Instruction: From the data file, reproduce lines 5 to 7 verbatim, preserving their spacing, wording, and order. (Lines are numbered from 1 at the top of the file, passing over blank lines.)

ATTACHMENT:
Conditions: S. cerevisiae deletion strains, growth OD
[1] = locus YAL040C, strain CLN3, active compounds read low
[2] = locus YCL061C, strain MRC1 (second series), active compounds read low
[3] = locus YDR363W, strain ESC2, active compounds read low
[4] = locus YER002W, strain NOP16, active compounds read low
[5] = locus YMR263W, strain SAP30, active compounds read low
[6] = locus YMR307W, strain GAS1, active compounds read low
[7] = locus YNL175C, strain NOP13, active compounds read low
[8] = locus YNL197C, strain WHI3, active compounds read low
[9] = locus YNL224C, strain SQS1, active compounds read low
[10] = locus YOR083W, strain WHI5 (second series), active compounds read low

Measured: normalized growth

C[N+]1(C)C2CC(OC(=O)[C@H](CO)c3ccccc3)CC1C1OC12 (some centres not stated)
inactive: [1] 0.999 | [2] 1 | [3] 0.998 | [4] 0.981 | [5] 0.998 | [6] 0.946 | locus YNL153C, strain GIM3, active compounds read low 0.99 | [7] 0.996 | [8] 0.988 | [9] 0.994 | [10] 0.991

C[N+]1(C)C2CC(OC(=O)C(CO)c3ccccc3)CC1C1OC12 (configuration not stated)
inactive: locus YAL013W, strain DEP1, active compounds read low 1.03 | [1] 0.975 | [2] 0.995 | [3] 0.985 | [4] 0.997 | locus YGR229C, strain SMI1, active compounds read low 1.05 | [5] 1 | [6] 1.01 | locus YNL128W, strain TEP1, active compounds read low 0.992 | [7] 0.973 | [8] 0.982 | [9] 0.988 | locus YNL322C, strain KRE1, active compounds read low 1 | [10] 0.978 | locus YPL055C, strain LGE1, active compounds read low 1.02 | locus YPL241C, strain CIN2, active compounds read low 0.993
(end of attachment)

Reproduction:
[4] = locus YER002W, strain NOP16, active compounds read low
[5] = locus YMR263W, strain SAP30, active compounds read low
[6] = locus YMR307W, strain GAS1, active compounds read low